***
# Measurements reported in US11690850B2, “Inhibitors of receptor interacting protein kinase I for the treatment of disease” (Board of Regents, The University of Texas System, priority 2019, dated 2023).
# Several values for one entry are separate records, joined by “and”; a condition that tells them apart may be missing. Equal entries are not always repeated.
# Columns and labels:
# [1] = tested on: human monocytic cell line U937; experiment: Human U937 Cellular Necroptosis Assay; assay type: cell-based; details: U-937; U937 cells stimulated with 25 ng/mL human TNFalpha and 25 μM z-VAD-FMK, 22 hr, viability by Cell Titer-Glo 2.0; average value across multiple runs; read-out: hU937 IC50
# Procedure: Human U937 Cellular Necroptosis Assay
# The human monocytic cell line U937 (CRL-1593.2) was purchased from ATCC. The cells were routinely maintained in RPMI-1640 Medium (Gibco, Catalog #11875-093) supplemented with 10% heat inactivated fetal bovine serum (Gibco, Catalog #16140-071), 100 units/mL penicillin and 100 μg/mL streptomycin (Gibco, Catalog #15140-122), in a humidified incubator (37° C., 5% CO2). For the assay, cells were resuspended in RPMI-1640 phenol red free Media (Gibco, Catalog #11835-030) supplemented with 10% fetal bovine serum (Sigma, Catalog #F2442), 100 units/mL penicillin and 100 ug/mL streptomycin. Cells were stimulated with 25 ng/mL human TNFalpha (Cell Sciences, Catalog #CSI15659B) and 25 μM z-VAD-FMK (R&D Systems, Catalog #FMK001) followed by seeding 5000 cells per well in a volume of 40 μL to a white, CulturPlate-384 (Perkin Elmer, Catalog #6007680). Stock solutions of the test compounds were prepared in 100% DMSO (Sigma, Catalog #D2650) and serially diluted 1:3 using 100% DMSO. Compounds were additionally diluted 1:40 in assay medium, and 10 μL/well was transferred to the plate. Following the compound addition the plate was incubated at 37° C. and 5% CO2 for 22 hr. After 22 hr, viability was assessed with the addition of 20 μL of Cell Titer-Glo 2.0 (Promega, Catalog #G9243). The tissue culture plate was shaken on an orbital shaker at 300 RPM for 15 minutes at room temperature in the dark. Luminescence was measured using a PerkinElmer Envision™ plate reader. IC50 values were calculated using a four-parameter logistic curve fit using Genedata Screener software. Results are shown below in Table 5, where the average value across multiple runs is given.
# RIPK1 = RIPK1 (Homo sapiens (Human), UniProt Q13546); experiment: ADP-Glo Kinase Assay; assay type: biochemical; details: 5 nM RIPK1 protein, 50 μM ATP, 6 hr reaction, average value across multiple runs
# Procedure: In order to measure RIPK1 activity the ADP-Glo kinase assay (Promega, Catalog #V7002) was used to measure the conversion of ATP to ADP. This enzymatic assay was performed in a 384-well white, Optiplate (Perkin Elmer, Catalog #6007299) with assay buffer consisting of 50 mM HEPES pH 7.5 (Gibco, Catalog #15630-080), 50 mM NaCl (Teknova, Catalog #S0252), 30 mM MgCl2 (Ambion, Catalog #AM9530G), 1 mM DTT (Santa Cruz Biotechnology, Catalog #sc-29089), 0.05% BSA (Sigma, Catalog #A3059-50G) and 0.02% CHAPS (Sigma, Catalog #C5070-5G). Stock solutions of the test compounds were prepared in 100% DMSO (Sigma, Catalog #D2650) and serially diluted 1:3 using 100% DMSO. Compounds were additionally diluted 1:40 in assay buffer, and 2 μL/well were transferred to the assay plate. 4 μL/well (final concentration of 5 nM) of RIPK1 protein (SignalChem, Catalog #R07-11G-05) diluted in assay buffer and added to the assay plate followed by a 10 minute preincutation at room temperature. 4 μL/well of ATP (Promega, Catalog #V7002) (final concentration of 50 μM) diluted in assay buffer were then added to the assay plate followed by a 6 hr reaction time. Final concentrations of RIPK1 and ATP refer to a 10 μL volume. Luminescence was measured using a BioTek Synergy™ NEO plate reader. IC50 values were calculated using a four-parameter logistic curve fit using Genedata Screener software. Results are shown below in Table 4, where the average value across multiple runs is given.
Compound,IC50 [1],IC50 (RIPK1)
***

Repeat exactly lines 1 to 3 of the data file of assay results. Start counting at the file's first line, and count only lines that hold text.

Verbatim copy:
# Measurements reported in US11690850B2, “Inhibitors of receptor interacting protein kinase I for the treatment of disease” (Board of Regents, The University of Texas System, priority 2019, dated 2023).
# Several values for one entry are separate records, joined by “and”; a condition that tells them apart may be missing. Equal entries are not always repeated.
# Columns and labels: